This saw's 12 centimeter long blade locks tight both in unfolded and folded position by the Opinel patterned blade lock called Virobloc. The wooden handle is available in color or natural finish and a lanyard can be applied if one so wishes. The Opinel No.12 is available both as a stand-alone product or as a part of the 3-piece Garden Kit; also including two folding knives.




I like the Opinel No.12  folding saw. This tool has also become a favorite of my 3 year old daughter Sonia when we practice wood carving together. As I said; this saw fits nicely in my pocket cos of it's neat size, and the quality is of he well known Opinel standard. But for more serious cutting I choose a bigger saw instead. Also check out my review on the bigger Opinel No.18 folding saw.




Specs
Manufacturer: Opinel, French company based in the Savoie area
Model: No.12 Saw
Blade material: Stainless 12C27 Sandvik steel with a 0,40% mix of carbon
Blade length: 122 mm
Blade thickness: 0,8 mm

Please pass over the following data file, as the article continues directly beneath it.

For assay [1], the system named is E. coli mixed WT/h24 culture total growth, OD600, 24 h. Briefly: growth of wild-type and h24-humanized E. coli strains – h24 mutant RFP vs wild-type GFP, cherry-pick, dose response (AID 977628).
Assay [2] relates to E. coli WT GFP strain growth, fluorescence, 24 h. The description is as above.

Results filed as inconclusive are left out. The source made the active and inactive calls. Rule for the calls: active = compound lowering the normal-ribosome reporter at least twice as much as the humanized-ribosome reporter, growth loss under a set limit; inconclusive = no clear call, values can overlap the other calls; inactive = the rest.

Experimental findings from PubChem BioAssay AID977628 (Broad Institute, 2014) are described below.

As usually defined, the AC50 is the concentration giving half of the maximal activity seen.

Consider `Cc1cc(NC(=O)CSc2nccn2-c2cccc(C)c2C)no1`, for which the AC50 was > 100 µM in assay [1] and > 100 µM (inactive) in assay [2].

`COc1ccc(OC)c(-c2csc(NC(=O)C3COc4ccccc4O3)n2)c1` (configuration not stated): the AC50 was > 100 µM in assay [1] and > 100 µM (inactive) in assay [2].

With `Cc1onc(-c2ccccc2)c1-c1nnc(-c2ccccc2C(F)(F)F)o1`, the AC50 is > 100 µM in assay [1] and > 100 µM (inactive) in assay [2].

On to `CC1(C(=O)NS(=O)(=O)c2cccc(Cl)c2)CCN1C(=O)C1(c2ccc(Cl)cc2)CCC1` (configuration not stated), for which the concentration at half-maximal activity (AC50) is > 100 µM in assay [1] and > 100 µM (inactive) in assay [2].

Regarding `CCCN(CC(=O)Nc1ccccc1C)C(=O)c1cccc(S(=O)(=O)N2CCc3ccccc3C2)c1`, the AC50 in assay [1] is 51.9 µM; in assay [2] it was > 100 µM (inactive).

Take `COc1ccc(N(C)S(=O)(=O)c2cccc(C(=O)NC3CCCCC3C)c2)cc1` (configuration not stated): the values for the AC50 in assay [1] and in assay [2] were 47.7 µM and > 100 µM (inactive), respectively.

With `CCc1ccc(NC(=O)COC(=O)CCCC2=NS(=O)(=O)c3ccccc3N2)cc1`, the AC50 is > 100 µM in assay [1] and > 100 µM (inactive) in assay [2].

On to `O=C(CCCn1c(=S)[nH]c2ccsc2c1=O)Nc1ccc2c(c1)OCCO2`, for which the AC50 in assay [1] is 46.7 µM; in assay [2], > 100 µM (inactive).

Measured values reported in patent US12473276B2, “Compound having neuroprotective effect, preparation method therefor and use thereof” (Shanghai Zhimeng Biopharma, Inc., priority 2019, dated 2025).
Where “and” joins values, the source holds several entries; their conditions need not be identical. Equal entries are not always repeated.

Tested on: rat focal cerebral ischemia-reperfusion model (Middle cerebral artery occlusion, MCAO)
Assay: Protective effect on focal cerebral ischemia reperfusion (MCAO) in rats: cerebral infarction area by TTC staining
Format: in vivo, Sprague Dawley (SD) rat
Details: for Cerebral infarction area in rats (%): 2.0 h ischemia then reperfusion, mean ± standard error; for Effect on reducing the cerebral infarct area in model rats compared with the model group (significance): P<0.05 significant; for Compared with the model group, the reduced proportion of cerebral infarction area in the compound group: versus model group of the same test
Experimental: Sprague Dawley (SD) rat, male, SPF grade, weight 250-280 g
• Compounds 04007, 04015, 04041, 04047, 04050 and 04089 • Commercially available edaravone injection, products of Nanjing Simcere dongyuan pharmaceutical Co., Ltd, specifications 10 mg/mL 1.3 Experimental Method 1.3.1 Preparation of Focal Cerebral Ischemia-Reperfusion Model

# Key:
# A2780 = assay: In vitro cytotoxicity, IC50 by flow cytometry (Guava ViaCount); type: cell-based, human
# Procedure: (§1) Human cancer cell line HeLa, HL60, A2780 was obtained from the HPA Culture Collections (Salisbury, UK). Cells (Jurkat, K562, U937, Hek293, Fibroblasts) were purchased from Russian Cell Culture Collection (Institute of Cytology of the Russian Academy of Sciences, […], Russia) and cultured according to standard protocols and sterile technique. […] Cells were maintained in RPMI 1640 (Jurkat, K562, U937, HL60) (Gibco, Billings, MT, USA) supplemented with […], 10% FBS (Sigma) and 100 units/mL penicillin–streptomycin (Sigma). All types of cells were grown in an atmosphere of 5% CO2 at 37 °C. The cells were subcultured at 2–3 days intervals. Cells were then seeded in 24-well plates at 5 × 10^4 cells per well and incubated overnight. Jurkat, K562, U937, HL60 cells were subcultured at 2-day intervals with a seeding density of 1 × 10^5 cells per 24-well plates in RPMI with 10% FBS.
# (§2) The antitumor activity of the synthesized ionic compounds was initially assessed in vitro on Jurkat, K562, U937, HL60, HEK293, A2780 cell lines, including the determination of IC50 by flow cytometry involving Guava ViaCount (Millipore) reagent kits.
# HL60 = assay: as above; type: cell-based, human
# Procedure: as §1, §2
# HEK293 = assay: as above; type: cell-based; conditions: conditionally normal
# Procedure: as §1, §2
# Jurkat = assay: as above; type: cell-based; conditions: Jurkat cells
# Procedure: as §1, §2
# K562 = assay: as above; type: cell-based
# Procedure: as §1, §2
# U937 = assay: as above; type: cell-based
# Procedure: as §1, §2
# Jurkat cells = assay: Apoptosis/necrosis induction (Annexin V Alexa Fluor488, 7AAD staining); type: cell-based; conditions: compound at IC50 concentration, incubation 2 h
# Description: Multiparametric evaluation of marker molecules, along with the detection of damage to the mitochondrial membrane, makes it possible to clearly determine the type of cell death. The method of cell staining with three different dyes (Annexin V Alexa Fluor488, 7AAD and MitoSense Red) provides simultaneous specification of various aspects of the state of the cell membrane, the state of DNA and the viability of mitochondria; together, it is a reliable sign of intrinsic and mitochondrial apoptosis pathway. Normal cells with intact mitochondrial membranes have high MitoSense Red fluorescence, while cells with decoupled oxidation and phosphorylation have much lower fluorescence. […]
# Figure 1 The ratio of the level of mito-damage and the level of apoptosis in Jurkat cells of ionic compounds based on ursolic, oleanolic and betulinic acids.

Blade width: 24,8 mm
Unfolded length: 288 mm
Folded length: 165 mm
Handle material: Beech wood
Handle thickness: 26,15 mm
Weight: 109 g
Price: 300 SEK (Sweden 2015)
Dealer: Sundqvist

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Fiskars Xtract SW75 Large Garden Saw

Fiskars little garden saw Xtract SW73 is a very nice saw that placed it self high in my latest field test on folding saws. The Xtrac SW75 is a bigger sibling to the smaller models SW72 and SW73. To see more about the saw test covering 12 test objects; click HERE.




I really like the Fiskars concept of using a telescopic mechanism to extract the blade from the handle. The hollow handle contain the effective saw blade that can be extracted seamlessly and locked tight any where along the way. The locking screw on the side of the handle also ensure that the blade doesn't unintentionally extract while carrying.




I'm impressed with the Xtract SW73 and it's precursor when it comes to capacity and comfort. But in my opinion the concept of the smaller saws doesn't really work as good in this big scale. The Xtract SW75 gives an impressive reach and cutting capacity but the longer blade of the SW75 tend to vibrate while cutting giving a buzzing noise to the handle. Also the locking mechanism that works so nicely on the smaller models doesn't really lock the big blade of the SW75 as tight. The Xtract SW75 end up high in score talking about cutting capacity in my field test, but I'm afraid the overall impression of this saw is harmed by the above mentioned vibration problem.